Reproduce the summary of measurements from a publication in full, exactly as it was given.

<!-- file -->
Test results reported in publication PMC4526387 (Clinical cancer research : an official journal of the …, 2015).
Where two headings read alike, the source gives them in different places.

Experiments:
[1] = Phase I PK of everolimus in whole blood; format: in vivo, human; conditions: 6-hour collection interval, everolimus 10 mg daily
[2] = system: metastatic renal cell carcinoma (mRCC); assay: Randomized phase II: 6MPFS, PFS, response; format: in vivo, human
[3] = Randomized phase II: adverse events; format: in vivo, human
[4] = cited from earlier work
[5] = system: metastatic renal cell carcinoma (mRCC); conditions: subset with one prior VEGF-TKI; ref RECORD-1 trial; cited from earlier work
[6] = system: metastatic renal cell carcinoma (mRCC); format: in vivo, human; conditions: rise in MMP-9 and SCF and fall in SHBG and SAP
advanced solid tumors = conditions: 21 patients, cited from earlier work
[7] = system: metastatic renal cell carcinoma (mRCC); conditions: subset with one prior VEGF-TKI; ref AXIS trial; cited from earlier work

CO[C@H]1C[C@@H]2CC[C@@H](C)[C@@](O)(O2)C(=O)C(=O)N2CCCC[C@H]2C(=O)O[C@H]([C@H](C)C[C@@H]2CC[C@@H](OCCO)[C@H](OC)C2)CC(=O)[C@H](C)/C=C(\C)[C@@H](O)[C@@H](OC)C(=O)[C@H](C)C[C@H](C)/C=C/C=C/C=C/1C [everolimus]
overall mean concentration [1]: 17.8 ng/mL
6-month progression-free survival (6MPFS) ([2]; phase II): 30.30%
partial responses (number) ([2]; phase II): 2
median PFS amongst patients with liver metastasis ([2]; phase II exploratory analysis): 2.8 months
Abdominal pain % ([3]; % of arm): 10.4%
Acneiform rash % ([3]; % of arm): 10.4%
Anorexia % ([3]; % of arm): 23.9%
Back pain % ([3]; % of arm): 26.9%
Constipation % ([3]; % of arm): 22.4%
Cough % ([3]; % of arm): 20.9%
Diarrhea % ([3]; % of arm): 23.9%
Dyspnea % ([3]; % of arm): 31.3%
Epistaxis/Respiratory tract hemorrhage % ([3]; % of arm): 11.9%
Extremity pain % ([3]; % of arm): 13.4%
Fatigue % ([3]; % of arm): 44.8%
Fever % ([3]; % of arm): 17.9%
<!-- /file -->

Test results reported in publication PMC4526387 (Clinical cancer research : an official journal of the …, 2015).
Where two headings read alike, the source gives them in different places.

Experiments:
[1] = Phase I PK of everolimus in whole blood; format: in vivo, human; conditions: 6-hour collection interval, everolimus 10 mg daily
[2] = system: metastatic renal cell carcinoma (mRCC); assay: Randomized phase II: 6MPFS, PFS, response; format: in vivo, human
[3] = Randomized phase II: adverse events; format: in vivo, human
[4] = cited from earlier work
[5] = system: metastatic renal cell carcinoma (mRCC); conditions: subset with one prior VEGF-TKI; ref RECORD-1 trial; cited from earlier work
[6] = system: metastatic renal cell carcinoma (mRCC); format: in vivo, human; conditions: rise in MMP-9 and SCF and fall in SHBG and SAP
advanced solid tumors = conditions: 21 patients, cited from earlier work
[7] = system: metastatic renal cell carcinoma (mRCC); conditions: subset with one prior VEGF-TKI; ref AXIS trial; cited from earlier work

CO[C@H]1C[C@@H]2CC[C@@H](C)[C@@](O)(O2)C(=O)C(=O)N2CCCC[C@H]2C(=O)O[C@H]([C@H](C)C[C@@H]2CC[C@@H](OCCO)[C@H](OC)C2)CC(=O)[C@H](C)/C=C(\C)[C@@H](O)[C@@H](OC)C(=O)[C@H](C)C[C@H](C)/C=C/C=C/C=C/1C [everolimus]
overall mean concentration [1]: 17.8 ng/mL
6-month progression-free survival (6MPFS) ([2]; phase II): 30.30%
partial responses (number) ([2]; phase II): 2
median PFS amongst patients with liver metastasis ([2]; phase II exploratory analysis): 2.8 months
Abdominal pain % ([3]; % of arm): 10.4%
Acneiform rash % ([3]; % of arm): 10.4%
Anorexia % ([3]; % of arm): 23.9%
Back pain % ([3]; % of arm): 26.9%
Constipation % ([3]; % of arm): 22.4%
Cough % ([3]; % of arm): 20.9%
Diarrhea % ([3]; % of arm): 23.9%
Dyspnea % ([3]; % of arm): 31.3%
Epistaxis/Respiratory tract hemorrhage % ([3]; % of arm): 11.9%
Extremity pain % ([3]; % of arm): 13.4%
Fatigue % ([3]; % of arm): 44.8%
Fever % ([3]; % of arm): 17.9%